Exclusive Technical Consultation and Training Agreement. On September 23, 2005, ChinaCache Beijing and Beijing Blue I.T. entered into an exclusive technical consultation and training agreement. Under this agreement, ChinaCache Beijing agreed to provide Beijing Blue I.T. with evaluation and analysis of Beijing Blue I.T.’s research and development system, process and results of operations, and training service. In return, Beijing Blue I.T. agreed to pay ChinaCache Beijing service fees determined at the sole discretion of ChinaCache Beijing. Beijing Blue I.T. agreed that it will not accept any consultation or services provided by any third party without ChinaCache Beijing’s prior written consent. ChinaCache Beijing is entitled to have exclusive and proprietary rights and interests arising out of or created during the performance of this agreement, whether by ChinaCache Beijing or Beijing Blue I.T., including but not limited to, patent, copyright, and know-how property. The initial term of this agreement was five years and it was extended for another five years upon ChinaCache Beijing’s written confirmation in September 2010 and was extended again for another five years upon ChinaCache Beijing’s written confirmation on September 20, 2015 which will expire on September 23, 2020. The term can be extended at the sole discretion of ChinaCache Beijing by written notice prior to the expiration of the term, and the extended term shall be determined by ChinaCache Beijing.

 

Exclusive Technical Support and Service Agreement. Pursuant to the exclusive technical support and service agreement between ChinaCache Beijing and Beijing Blue I.T., entered into on September 23, 2005, ChinaCache Beijing has the exclusive right to provide Beijing Blue I.T. with technical support and services, including but not limited to, research and development of technology, daily maintenance, monitoring, testing and malfunction resolution of Beijing Blue I.T.’s equipment, and consultation on Beijing Blue I.T.’s network equipment, products and software. In return, Beijing Blue I.T. agreed to pay ChinaCache Beijing service fees determined at the sole discretion of ChinaCache Beijing. Beijing Blue I.T. agreed that it will not accept any consultation or services provided by any third party without ChinaCache Beijing’s prior written consent. ChinaCache Beijing is entitled to have exclusive and proprietary rights and interests arising out of or created during the performance of this agreement, whether by ChinaCache Beijing or Beijing Blue I.T., including but not limited to, patent, copyright, and know-how property. The initial term of this agreement was five years and it was extended for another five years upon ChinaCache Beijing’s written confirmation in September 2010 and was extended again for another five years upon ChinaCache Beijing’s written confirmation on September 20, 2015 which will expire on September 23, 2020. The term can be extended solely by ChinaCache Beijing by written notice prior to the expiration of the term, and the extended term shall be determined by ChinaCache Beijing.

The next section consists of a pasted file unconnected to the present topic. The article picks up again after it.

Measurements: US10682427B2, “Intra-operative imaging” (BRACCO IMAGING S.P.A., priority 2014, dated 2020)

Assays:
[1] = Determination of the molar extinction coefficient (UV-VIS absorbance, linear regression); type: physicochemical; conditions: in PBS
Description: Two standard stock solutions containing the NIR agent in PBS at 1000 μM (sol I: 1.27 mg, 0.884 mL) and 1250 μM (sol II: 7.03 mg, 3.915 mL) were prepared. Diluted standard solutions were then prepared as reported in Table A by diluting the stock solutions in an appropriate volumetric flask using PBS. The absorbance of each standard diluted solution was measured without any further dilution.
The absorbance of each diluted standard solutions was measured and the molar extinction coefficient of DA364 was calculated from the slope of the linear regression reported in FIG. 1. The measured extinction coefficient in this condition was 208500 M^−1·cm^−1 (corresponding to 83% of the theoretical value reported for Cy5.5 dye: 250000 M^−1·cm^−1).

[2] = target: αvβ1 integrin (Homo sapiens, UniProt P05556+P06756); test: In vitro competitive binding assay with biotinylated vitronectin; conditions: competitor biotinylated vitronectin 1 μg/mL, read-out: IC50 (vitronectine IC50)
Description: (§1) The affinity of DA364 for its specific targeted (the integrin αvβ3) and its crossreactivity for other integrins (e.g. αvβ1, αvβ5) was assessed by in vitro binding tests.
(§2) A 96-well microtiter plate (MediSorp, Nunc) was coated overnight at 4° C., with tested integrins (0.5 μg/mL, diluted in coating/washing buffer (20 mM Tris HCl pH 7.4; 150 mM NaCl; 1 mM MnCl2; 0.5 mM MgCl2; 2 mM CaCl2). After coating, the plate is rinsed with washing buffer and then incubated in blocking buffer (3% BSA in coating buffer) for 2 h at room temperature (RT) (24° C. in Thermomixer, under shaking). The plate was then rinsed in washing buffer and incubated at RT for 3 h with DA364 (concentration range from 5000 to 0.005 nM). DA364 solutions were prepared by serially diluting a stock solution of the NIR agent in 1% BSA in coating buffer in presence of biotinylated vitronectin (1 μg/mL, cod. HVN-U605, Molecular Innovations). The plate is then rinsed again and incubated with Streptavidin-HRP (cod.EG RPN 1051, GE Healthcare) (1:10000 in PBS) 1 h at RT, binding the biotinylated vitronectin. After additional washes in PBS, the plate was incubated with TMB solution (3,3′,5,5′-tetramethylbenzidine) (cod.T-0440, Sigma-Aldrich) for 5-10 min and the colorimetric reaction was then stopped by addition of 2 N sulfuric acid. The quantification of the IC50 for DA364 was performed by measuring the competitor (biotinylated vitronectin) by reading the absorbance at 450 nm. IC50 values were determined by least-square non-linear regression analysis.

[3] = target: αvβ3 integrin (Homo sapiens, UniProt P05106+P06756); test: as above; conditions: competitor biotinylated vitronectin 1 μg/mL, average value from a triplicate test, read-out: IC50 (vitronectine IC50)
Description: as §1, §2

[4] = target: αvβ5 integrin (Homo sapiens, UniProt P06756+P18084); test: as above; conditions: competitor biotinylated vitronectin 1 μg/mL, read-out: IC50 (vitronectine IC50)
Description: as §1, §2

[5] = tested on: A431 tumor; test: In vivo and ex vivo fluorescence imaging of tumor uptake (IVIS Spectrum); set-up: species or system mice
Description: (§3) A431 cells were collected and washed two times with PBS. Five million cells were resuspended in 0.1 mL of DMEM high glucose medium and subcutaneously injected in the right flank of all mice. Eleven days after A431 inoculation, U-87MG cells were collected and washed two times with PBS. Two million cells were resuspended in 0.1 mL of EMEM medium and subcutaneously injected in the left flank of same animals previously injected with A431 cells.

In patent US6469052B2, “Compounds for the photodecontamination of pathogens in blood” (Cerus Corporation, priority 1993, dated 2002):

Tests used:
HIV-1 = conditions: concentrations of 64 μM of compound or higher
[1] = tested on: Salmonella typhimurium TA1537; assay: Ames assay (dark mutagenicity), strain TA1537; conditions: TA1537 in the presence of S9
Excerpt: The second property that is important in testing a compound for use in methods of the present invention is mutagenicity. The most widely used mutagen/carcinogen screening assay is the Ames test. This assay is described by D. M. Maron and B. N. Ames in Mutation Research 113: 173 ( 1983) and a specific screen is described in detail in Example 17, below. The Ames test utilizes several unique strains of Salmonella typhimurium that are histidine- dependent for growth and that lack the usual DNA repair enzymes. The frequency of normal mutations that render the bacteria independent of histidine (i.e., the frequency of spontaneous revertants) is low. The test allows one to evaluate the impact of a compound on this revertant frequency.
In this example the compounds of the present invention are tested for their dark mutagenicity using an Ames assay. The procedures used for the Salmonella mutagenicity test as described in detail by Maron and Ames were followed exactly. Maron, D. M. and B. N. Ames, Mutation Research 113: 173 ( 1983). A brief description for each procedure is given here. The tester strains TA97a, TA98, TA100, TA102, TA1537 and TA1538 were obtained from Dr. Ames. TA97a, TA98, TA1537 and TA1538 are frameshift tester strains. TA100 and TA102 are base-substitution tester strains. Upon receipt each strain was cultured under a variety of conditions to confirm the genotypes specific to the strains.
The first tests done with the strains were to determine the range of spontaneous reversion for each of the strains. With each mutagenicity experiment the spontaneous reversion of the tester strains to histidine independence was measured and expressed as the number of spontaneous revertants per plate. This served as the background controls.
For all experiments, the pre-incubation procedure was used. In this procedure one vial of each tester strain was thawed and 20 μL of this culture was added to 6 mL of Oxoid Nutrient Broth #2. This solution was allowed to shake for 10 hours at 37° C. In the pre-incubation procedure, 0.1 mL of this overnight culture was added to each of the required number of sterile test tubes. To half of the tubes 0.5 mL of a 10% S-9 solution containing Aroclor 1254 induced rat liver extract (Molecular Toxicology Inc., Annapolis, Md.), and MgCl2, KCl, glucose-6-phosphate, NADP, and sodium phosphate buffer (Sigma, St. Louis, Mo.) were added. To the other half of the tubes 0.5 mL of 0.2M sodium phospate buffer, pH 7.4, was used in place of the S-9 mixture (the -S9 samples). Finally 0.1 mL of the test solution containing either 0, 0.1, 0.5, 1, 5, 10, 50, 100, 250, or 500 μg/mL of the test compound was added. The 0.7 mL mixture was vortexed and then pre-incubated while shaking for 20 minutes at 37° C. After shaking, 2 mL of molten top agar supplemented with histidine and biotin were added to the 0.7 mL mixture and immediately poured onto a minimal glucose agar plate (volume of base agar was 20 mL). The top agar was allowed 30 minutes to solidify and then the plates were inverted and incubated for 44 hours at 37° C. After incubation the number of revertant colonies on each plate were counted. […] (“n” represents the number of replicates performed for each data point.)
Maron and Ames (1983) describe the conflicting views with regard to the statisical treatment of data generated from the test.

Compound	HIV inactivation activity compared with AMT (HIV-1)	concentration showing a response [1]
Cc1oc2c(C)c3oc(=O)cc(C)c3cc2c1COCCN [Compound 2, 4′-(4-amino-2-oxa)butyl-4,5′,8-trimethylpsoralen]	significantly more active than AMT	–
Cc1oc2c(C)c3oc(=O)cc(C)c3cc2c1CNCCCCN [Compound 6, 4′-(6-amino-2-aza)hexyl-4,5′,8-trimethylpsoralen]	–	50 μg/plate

Equipment Leasing Agreement. Under the equipment leasing agreement between ChinaCache Beijing and Beijing Blue I.T. dated September 23, 2005, ChinaCache Beijing agreed to lease its equipment to Beijing Blue I.T. and Beijing Blue I.T. agreed to pay the rent within five business days of the first month of each quarter. Beijing Blue I.T. can only use the equipment to conduct business according to its authorized business scope. The initial term of this agreement was five years. The agreement may be renewed at ChinaCache Beijing’s sole discretion. The agreement was extended for another five years upon ChinaCache Beijing’s written confirmation in September 2010 and was extended again for another five years upon ChinaCache Beijing’s written confirmation on September 20, 2015 which will expire on September 23, 2020. The term can be extended solely by ChinaCache Beijing by written notice prior to the expiration of the term, and the extended term shall be determined by ChinaCache Beijing.